When the nominee is selected, the political campaigning begins. The multimillion-dollar scorched-earth ad campaign to get senators to vote for Kavanaugh was spearheaded by the dark-money Judicial Crisis Network. JCN promised to spend at least $10 million to get Kavanaugh confirmed and spent heavily in red states with Democratic senators: North Dakota, Indiana, West Virginia, and Alabama. JCN keeps its special-interest donors secret. But we have learned that in 2016, JCN received more than $23 million from the secretive Wellspring Committee, which also funds the Federalist Society.
The corporate and special interests behind the groups selecting and lobbying for Republican judicial nominees also fund Republican politicians. After the Roberts Five’s decision in Citizens United, we have no idea whose unlimited dark money floods our elections. But we do know that groups like the Chamber of Commerce and the Koch brothers spend tens of millions of dollars each election to elect Republicans.
The final special interest play is to turn up regularly in appellate courtrooms, like the D.C. Circuit and the Supreme Court, using one of the worst-policed tools of special-interest influence in America, the amicus curiae brief. Big special interests, directly or through funded front groups, file these briefs as a “friend of the court” to influence judges as to how they want the court to rule. It’s hidden, special-interest, judicial lobbying under a fancy-sounding Latin name.
Amicus briefs by right-wing special interest groups appear to have disproportionate sway with the Roberts Five. According to an analysis conducted by professor Paul Collins of the University of Massachusetts, in all 5–4 decisions, amicus briefs supporting the liberal position outnumbered those supporting the conservative position by about 9 percent. In 5–4 decisions in which the Roberts Five constituted the court’s majority, amicus briefs supporting the conservative position outnumbered those supporting the liberal position by about 9 percent.
But the story is not in the numbers, it is in the outcomes. In 5–4 decisions in which the Roberts Five constituted the court’s majority, they voted in favor of the position advocated in conservative amicus briefs 93 percent of the time. The Chamber of Commerce, in addition to funding the Federalist Society and supporting Republican candidates, also writes amicus briefs. It took positions in 25 of the Roberts Five cases and won every single time.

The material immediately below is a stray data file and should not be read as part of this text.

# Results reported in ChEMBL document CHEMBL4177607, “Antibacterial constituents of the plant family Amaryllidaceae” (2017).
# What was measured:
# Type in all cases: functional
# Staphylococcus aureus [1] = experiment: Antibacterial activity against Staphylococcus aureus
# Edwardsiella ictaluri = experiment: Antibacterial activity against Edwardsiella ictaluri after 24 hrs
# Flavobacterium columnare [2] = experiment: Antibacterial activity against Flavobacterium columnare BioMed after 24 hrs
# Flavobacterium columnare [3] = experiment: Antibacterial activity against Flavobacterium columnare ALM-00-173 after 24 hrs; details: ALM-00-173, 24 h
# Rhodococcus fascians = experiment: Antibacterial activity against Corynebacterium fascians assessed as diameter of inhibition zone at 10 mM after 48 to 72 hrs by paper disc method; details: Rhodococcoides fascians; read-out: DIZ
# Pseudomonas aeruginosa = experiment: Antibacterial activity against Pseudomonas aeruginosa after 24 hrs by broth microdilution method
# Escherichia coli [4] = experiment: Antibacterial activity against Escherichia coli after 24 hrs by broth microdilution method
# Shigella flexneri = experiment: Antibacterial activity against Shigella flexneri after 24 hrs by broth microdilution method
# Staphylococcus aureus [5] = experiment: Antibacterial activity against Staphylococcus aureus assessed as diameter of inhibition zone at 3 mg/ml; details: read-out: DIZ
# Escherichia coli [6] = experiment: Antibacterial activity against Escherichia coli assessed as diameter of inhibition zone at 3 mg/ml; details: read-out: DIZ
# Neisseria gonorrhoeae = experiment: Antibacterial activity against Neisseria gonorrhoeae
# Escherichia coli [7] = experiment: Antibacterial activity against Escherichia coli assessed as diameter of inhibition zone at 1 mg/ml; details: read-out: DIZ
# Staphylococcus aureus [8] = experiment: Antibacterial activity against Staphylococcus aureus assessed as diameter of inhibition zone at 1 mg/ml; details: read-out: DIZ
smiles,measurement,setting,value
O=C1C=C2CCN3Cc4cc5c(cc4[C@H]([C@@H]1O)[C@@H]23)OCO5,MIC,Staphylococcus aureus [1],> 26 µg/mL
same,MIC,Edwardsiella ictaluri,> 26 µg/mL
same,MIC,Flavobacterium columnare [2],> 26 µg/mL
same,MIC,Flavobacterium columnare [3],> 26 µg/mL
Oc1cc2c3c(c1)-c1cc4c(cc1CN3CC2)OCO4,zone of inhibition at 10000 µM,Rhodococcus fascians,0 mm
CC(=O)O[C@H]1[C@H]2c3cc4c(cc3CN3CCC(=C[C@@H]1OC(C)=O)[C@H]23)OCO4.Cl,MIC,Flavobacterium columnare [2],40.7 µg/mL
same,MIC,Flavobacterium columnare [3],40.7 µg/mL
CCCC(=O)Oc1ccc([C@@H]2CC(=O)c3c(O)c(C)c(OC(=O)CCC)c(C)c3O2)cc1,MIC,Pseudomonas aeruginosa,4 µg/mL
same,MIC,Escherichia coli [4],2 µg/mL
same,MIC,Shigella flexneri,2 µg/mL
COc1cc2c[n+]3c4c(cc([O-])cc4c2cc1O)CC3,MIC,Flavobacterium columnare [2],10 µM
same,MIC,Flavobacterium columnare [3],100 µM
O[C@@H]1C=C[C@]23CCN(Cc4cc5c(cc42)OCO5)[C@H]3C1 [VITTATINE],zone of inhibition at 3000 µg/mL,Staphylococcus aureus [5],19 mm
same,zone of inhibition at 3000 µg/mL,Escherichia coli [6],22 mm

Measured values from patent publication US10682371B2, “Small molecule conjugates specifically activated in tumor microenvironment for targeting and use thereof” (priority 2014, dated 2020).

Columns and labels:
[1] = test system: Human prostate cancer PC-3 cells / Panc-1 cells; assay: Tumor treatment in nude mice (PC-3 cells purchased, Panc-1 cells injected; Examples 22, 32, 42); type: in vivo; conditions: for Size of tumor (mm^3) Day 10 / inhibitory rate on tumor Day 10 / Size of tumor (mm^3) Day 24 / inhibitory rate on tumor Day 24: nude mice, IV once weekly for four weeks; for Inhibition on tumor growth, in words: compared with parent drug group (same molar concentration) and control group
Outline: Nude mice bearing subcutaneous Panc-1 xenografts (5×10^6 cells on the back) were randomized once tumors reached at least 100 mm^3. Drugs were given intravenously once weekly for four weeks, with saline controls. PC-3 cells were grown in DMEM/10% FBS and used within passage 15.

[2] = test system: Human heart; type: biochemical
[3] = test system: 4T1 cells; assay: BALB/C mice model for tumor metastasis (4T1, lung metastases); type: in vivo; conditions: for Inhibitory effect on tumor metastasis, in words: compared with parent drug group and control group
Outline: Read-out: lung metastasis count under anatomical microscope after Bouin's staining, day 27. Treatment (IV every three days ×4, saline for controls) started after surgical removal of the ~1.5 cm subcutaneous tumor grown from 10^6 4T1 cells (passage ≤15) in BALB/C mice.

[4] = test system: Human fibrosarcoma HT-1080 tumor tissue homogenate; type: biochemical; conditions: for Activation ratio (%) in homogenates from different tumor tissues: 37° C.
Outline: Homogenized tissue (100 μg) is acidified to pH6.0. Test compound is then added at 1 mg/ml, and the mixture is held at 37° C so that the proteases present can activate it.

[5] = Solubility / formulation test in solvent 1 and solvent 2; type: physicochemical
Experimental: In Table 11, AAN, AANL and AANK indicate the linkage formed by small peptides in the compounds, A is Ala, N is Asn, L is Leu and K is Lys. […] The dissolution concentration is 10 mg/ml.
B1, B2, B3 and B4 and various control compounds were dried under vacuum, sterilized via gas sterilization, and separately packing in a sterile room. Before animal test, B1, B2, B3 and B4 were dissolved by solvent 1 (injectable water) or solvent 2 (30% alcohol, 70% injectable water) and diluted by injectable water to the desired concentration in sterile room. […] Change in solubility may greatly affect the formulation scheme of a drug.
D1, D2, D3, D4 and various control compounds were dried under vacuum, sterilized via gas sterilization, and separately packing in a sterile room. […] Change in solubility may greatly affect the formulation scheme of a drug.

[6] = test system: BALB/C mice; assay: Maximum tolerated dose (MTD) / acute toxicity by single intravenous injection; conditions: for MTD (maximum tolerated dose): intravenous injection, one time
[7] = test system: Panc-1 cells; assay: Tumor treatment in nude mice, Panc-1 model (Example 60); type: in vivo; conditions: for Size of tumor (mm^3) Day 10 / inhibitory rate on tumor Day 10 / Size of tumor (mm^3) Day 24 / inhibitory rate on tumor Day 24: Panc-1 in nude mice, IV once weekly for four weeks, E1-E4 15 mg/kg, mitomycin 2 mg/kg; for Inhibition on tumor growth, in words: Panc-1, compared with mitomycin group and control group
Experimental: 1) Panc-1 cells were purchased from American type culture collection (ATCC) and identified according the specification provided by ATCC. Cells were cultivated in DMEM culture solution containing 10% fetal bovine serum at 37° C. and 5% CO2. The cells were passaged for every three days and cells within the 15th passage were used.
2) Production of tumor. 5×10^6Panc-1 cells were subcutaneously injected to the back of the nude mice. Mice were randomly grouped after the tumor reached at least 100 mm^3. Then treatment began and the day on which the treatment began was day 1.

As a judge on the D.C. Circuit Court of Appeals, Kavanaugh fell right in line. In civil cases decided by 2–1 majorities when Kavanaugh was in the majority with another Republican-appointed judge, he voted to advance far-right and corporate interests 91 percent of the time. Kavanaugh reliably voted for polluters, for dark money, and for corporate interests—with a healthy dollop of anti-choice, pro-gun, religious-right politics thrown in. In cases where conservative front groups weighed in with amicus briefs, Kavanaugh reliably sided with them: 91 percent of the time.
So Kavanaugh arrives at the court a known quantity when it comes to results. This record helps explain why Trump, the Republican majority in the Senate, and the big Republican influence groups went to such unprecedented lengths to jam their man through. They want to restart the 5–4 partisan decision treadmill that cranked out 73 victories for them so far under Roberts.
For Roberts, this state of affairs presents a dilemma. His Roberts Five is now back to full strength and the Republican romp can continue. But a court whose majority is picked by a narrow group of wealthy special interests, and which rules consistently for those same interests, will not long maintain its credibility in the eyes of most Americans. And its credibility is the source of its authority. Polling shows Americans are already widely concerned that this Supreme Court now favors corporations over individuals. The partisan 5–4 pattern gives that concern plenty of foundation. And the theatrical, conspiracy-theory, partisan rantings of Kavanaugh will make it hard to obscure the pattern of the treadmill as ordinary business.
Roberts now faces a momentous choice: Does he stem the torrent of 73 partisan 5–4 decisions benefiting big Republican interests? Or does he double down into a continued payday? The corporate and special interest forces that fashioned this court majority will be watching. So, of course, will history.